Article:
"It was Hans Hofmann who sealed the case," colleague Bill Schopf, a professor of paleobiology at UCLA, told attendees at Hofmann's memorial service in Montreal in late May. "He contributed more to the discovery and understanding of especially ancient, Archean, microbe-formed stromatolites than any one who has ever lived."
Schopf later explained that missing from Darwin's day was the fossil record of microscopic organisms such as tiny bacteria and cyanobacteria, often referred to as pond scum. And it was with those micro-organisms and the stromatolites they built, that Hofmann made his contribution.
Hans J. Hofmann was born on Oct. 3, 1936, in Kiel, a port town in northern Germany, the first child of Johanna and Willi. His father worked as a travelling bicycle parts salesman and moved the family to Frankfurt, where their apartment building was bombed during the Second World War, forcing them to move to Rumpenheim, just outside of Frankfurt. Hans's brother Frank was born in 1941. That same year, Willi had to leave to serve as an army mechanic on the eastern front.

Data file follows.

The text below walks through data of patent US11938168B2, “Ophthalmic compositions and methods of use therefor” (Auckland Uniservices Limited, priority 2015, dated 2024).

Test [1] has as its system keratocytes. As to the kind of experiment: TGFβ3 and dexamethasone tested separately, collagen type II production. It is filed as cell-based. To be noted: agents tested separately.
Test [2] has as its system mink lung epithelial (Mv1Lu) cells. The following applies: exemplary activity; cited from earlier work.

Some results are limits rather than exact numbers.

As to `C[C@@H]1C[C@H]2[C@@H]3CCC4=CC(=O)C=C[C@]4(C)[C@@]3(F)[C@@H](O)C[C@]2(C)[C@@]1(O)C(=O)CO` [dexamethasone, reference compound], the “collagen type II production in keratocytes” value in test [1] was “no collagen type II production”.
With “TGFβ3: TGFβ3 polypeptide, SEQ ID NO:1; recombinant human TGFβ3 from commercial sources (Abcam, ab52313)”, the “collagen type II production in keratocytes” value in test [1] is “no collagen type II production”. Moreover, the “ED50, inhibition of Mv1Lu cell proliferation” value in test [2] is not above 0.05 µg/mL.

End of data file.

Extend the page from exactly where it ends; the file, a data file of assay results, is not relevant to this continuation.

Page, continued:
In 1943, Johanna and the two boys moved to a nearby farming village, Eschenrod, where Hofmanns had lived since the late 1600s and relatives could offer them food and comfort. They found some peace in the pastoral landscape of rolling hills and red-roofed white houses along the Main River.
Hans discovered his love for the outdoors among Eschenrod's farms and orchards and began to collect butterflies.
Willi, who had arrived home safely after the war ended, became increasingly worried that his sons would be drafted into the German military. So in 1951, he emigrated to Canada to work and save money.